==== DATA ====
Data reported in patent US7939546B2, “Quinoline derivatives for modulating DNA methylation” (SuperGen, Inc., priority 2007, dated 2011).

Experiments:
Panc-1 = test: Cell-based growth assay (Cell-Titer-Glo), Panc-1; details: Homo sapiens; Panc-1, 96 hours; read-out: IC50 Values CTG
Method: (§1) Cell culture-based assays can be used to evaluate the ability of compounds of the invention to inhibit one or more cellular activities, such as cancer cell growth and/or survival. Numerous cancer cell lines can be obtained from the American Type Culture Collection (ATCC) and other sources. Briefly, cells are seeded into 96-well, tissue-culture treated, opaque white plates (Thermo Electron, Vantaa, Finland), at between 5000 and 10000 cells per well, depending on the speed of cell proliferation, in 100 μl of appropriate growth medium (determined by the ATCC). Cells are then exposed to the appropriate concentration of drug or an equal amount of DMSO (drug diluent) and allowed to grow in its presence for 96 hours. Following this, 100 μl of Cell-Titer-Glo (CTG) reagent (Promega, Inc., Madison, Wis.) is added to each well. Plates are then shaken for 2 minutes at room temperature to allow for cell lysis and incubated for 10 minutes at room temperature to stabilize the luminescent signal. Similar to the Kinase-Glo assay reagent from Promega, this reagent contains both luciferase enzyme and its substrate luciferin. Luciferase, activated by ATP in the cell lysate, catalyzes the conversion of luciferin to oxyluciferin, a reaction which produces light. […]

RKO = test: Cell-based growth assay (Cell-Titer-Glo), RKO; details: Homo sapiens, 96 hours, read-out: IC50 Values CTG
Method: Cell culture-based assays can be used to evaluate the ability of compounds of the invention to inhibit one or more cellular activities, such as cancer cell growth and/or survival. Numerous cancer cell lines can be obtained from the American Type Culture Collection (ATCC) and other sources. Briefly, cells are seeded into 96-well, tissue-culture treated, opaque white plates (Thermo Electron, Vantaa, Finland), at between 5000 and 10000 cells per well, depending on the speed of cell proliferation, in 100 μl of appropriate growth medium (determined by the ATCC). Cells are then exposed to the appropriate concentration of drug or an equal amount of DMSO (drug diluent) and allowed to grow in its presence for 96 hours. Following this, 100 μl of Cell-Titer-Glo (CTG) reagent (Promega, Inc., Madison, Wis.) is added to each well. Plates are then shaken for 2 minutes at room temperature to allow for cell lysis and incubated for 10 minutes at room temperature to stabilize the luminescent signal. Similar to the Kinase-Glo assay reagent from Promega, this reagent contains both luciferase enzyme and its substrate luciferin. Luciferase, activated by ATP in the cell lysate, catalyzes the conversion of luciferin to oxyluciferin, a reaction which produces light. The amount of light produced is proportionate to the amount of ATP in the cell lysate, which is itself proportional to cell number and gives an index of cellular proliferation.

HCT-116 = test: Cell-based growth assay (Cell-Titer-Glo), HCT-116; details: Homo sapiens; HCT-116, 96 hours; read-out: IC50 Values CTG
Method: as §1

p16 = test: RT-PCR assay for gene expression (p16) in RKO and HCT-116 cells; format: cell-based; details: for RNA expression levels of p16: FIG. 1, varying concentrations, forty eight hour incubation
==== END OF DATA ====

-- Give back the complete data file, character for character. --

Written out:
Data reported in patent US7939546B2, “Quinoline derivatives for modulating DNA methylation” (SuperGen, Inc., priority 2007, dated 2011).

Experiments:
Panc-1 = test: Cell-based growth assay (Cell-Titer-Glo), Panc-1; details: Homo sapiens; Panc-1, 96 hours; read-out: IC50 Values CTG
Method: (§1) Cell culture-based assays can be used to evaluate the ability of compounds of the invention to inhibit one or more cellular activities, such as cancer cell growth and/or survival. Numerous cancer cell lines can be obtained from the American Type Culture Collection (ATCC) and other sources. Briefly, cells are seeded into 96-well, tissue-culture treated, opaque white plates (Thermo Electron, Vantaa, Finland), at between 5000 and 10000 cells per well, depending on the speed of cell proliferation, in 100 μl of appropriate growth medium (determined by the ATCC). Cells are then exposed to the appropriate concentration of drug or an equal amount of DMSO (drug diluent) and allowed to grow in its presence for 96 hours. Following this, 100 μl of Cell-Titer-Glo (CTG) reagent (Promega, Inc., Madison, Wis.) is added to each well. Plates are then shaken for 2 minutes at room temperature to allow for cell lysis and incubated for 10 minutes at room temperature to stabilize the luminescent signal. Similar to the Kinase-Glo assay reagent from Promega, this reagent contains both luciferase enzyme and its substrate luciferin. Luciferase, activated by ATP in the cell lysate, catalyzes the conversion of luciferin to oxyluciferin, a reaction which produces light. […]

RKO = test: Cell-based growth assay (Cell-Titer-Glo), RKO; details: Homo sapiens, 96 hours, read-out: IC50 Values CTG
Method: Cell culture-based assays can be used to evaluate the ability of compounds of the invention to inhibit one or more cellular activities, such as cancer cell growth and/or survival. Numerous cancer cell lines can be obtained from the American Type Culture Collection (ATCC) and other sources. Briefly, cells are seeded into 96-well, tissue-culture treated, opaque white plates (Thermo Electron, Vantaa, Finland), at between 5000 and 10000 cells per well, depending on the speed of cell proliferation, in 100 μl of appropriate growth medium (determined by the ATCC). Cells are then exposed to the appropriate concentration of drug or an equal amount of DMSO (drug diluent) and allowed to grow in its presence for 96 hours. Following this, 100 μl of Cell-Titer-Glo (CTG) reagent (Promega, Inc., Madison, Wis.) is added to each well. Plates are then shaken for 2 minutes at room temperature to allow for cell lysis and incubated for 10 minutes at room temperature to stabilize the luminescent signal. Similar to the Kinase-Glo assay reagent from Promega, this reagent contains both luciferase enzyme and its substrate luciferin. Luciferase, activated by ATP in the cell lysate, catalyzes the conversion of luciferin to oxyluciferin, a reaction which produces light. The amount of light produced is proportionate to the amount of ATP in the cell lysate, which is itself proportional to cell number and gives an index of cellular proliferation.

HCT-116 = test: Cell-based growth assay (Cell-Titer-Glo), HCT-116; details: Homo sapiens; HCT-116, 96 hours; read-out: IC50 Values CTG
Method: as §1

p16 = test: RT-PCR assay for gene expression (p16) in RKO and HCT-116 cells; format: cell-based; details: for RNA expression levels of p16: FIG. 1, varying concentrations, forty eight hour incubation